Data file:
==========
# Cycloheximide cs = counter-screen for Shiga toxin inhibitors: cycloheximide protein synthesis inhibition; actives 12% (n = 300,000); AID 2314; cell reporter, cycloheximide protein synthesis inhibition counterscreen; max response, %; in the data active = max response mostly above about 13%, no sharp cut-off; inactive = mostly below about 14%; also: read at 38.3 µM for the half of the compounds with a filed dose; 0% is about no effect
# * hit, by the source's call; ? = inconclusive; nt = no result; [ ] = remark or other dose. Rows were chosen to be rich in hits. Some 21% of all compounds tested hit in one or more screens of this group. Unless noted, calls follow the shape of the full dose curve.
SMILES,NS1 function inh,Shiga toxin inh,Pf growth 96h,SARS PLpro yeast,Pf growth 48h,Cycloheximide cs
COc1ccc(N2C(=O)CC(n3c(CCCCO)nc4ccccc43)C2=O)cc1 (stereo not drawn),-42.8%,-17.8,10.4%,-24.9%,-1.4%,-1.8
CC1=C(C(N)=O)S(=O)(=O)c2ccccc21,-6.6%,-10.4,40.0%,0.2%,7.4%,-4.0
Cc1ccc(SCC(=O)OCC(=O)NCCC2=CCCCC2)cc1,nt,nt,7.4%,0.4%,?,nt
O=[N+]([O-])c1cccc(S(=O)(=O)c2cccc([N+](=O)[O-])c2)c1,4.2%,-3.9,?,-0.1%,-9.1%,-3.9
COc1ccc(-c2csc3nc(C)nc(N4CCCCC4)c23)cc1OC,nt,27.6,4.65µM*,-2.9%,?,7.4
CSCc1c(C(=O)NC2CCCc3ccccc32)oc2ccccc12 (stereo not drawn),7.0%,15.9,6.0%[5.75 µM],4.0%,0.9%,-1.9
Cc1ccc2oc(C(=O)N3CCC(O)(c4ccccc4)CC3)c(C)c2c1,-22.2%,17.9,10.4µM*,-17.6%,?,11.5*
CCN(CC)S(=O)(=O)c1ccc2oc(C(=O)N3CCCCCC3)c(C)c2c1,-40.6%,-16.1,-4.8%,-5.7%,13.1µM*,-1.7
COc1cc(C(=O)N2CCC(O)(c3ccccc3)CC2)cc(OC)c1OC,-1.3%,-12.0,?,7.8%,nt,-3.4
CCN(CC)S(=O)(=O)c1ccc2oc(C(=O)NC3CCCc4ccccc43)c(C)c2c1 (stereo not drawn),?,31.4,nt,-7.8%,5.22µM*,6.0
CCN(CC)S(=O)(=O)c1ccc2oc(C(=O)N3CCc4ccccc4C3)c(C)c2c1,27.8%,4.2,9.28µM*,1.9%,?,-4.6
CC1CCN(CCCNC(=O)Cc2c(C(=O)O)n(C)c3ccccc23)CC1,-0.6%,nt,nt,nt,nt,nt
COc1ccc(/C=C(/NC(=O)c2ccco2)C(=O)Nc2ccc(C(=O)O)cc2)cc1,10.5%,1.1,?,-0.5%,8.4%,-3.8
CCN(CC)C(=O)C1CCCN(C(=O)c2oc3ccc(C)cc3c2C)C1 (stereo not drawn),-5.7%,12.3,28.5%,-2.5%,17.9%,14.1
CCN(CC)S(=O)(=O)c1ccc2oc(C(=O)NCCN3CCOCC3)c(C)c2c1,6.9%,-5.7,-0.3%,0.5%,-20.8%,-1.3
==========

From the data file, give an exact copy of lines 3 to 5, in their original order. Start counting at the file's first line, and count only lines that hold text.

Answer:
SMILES,NS1 function inh,Shiga toxin inh,Pf growth 96h,SARS PLpro yeast,Pf growth 48h,Cycloheximide cs
COc1ccc(N2C(=O)CC(n3c(CCCCO)nc4ccccc43)C2=O)cc1 (stereo not drawn),-42.8%,-17.8,10.4%,-24.9%,-1.4%,-1.8
CC1=C(C(N)=O)S(=O)(=O)c2ccccc21,-6.6%,-10.4,40.0%,0.2%,7.4%,-4.0